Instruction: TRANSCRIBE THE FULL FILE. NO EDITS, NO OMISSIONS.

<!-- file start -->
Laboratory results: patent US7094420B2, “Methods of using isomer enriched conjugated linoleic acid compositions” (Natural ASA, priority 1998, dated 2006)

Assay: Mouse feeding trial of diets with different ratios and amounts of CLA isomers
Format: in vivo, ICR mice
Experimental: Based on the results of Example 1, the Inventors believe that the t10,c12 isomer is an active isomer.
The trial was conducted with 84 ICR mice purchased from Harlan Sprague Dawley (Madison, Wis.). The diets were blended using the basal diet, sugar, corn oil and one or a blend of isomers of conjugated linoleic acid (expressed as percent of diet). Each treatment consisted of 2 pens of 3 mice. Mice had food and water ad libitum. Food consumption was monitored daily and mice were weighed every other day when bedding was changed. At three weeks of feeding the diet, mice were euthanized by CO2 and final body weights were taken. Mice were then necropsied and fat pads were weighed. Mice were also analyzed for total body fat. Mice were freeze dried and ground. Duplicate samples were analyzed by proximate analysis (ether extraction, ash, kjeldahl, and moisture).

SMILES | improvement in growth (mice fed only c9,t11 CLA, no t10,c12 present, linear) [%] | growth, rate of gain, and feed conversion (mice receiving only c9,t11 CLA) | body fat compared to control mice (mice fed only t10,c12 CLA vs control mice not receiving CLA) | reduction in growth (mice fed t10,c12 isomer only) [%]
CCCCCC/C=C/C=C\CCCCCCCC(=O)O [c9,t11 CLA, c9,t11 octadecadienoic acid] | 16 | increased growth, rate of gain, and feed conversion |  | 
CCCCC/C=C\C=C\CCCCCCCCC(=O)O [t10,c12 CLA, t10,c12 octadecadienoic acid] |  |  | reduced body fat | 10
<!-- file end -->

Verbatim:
Laboratory results: patent US7094420B2, “Methods of using isomer enriched conjugated linoleic acid compositions” (Natural ASA, priority 1998, dated 2006)

Assay: Mouse feeding trial of diets with different ratios and amounts of CLA isomers
Format: in vivo, ICR mice
Experimental: Based on the results of Example 1, the Inventors believe that the t10,c12 isomer is an active isomer.
The trial was conducted with 84 ICR mice purchased from Harlan Sprague Dawley (Madison, Wis.). The diets were blended using the basal diet, sugar, corn oil and one or a blend of isomers of conjugated linoleic acid (expressed as percent of diet). Each treatment consisted of 2 pens of 3 mice. Mice had food and water ad libitum. Food consumption was monitored daily and mice were weighed every other day when bedding was changed. At three weeks of feeding the diet, mice were euthanized by CO2 and final body weights were taken. Mice were then necropsied and fat pads were weighed. Mice were also analyzed for total body fat. Mice were freeze dried and ground. Duplicate samples were analyzed by proximate analysis (ether extraction, ash, kjeldahl, and moisture).

SMILES | improvement in growth (mice fed only c9,t11 CLA, no t10,c12 present, linear) [%] | growth, rate of gain, and feed conversion (mice receiving only c9,t11 CLA) | body fat compared to control mice (mice fed only t10,c12 CLA vs control mice not receiving CLA) | reduction in growth (mice fed t10,c12 isomer only) [%]
CCCCCC/C=C/C=C\CCCCCCCC(=O)O [c9,t11 CLA, c9,t11 octadecadienoic acid] | 16 | increased growth, rate of gain, and feed conversion |  | 
CCCCC/C=C\C=C\CCCCCCCCC(=O)O [t10,c12 CLA, t10,c12 octadecadienoic acid] |  |  | reduced body fat | 10